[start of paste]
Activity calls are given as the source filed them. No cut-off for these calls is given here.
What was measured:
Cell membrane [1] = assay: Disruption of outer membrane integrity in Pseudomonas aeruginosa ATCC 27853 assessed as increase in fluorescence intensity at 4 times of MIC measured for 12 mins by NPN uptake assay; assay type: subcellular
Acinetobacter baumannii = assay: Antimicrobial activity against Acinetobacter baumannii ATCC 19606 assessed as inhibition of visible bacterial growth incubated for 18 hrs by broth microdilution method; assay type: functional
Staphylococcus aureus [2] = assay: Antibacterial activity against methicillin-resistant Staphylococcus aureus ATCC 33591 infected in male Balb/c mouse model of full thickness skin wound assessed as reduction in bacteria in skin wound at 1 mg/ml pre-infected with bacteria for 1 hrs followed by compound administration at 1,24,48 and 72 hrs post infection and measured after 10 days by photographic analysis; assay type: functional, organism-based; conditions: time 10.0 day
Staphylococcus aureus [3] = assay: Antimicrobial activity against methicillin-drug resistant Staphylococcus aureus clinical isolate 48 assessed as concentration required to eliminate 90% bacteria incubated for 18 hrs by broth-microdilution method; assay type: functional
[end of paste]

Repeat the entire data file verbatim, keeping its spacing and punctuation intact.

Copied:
Activity calls are given as the source filed them. No cut-off for these calls is given here.
What was measured:
Cell membrane [1] = assay: Disruption of outer membrane integrity in Pseudomonas aeruginosa ATCC 27853 assessed as increase in fluorescence intensity at 4 times of MIC measured for 12 mins by NPN uptake assay; assay type: subcellular
Acinetobacter baumannii = assay: Antimicrobial activity against Acinetobacter baumannii ATCC 19606 assessed as inhibition of visible bacterial growth incubated for 18 hrs by broth microdilution method; assay type: functional
Staphylococcus aureus [2] = assay: Antibacterial activity against methicillin-resistant Staphylococcus aureus ATCC 33591 infected in male Balb/c mouse model of full thickness skin wound assessed as reduction in bacteria in skin wound at 1 mg/ml pre-infected with bacteria for 1 hrs followed by compound administration at 1,24,48 and 72 hrs post infection and measured after 10 days by photographic analysis; assay type: functional, organism-based; conditions: time 10.0 day
Staphylococcus aureus [3] = assay: Antimicrobial activity against methicillin-drug resistant Staphylococcus aureus clinical isolate 48 assessed as concentration required to eliminate 90% bacteria incubated for 18 hrs by broth-microdilution method; assay type: functional